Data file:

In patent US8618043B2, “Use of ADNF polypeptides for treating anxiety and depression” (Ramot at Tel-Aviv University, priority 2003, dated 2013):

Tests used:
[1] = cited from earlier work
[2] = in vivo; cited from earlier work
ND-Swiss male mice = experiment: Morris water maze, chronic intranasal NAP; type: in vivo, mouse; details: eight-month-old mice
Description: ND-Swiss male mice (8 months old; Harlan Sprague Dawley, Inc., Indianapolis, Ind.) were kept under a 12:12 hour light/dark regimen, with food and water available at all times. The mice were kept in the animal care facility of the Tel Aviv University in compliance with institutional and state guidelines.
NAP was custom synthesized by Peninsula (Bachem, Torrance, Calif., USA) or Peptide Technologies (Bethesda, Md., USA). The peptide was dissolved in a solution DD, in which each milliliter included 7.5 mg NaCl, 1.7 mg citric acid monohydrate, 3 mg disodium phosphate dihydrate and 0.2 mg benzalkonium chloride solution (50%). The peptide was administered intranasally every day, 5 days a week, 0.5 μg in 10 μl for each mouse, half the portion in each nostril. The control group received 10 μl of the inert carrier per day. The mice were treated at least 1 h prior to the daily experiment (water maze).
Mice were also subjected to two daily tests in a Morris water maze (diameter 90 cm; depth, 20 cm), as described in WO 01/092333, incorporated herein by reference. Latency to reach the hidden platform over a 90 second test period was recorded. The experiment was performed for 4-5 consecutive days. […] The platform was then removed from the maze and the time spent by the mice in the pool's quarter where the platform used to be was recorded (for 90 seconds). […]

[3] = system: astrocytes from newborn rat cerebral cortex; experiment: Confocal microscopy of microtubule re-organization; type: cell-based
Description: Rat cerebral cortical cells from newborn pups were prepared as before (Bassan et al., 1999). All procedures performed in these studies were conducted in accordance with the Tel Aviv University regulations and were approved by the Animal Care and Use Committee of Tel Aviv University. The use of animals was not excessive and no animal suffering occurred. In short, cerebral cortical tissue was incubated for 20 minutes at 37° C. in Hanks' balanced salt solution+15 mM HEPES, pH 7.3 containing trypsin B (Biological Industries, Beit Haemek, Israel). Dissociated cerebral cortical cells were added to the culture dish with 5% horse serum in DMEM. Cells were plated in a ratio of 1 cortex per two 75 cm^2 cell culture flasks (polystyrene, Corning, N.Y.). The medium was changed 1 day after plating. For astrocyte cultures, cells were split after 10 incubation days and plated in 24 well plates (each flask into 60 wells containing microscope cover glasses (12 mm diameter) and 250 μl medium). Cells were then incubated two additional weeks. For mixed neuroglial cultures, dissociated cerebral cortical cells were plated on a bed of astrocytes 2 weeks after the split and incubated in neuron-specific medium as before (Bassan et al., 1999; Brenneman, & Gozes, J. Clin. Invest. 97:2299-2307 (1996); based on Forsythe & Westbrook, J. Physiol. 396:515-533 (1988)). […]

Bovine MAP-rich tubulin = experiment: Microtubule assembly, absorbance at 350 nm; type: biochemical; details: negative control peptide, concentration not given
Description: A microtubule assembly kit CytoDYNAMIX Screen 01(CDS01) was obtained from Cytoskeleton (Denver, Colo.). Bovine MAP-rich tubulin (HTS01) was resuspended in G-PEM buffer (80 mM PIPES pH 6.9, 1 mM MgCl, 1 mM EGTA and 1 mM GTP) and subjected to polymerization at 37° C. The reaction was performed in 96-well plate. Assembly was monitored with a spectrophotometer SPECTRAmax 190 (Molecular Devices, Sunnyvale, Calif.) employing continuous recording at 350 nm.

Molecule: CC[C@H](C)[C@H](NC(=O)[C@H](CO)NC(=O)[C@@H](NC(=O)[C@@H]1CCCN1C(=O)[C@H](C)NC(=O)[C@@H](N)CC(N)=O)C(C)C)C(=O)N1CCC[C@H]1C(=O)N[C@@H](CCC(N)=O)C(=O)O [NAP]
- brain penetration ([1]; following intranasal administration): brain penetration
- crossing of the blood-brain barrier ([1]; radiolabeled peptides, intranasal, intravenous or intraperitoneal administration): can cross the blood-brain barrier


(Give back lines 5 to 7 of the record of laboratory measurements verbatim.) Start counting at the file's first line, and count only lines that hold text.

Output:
ND-Swiss male mice = experiment: Morris water maze, chronic intranasal NAP; type: in vivo, mouse; details: eight-month-old mice
Description: ND-Swiss male mice (8 months old; Harlan Sprague Dawley, Inc., Indianapolis, Ind.) were kept under a 12:12 hour light/dark regimen, with food and water available at all times. The mice were kept in the animal care facility of the Tel Aviv University in compliance with institutional and state guidelines.
NAP was custom synthesized by Peninsula (Bachem, Torrance, Calif., USA) or Peptide Technologies (Bethesda, Md., USA). The peptide was dissolved in a solution DD, in which each milliliter included 7.5 mg NaCl, 1.7 mg citric acid monohydrate, 3 mg disodium phosphate dihydrate and 0.2 mg benzalkonium chloride solution (50%). The peptide was administered intranasally every day, 5 days a week, 0.5 μg in 10 μl for each mouse, half the portion in each nostril. The control group received 10 μl of the inert carrier per day. The mice were treated at least 1 h prior to the daily experiment (water maze).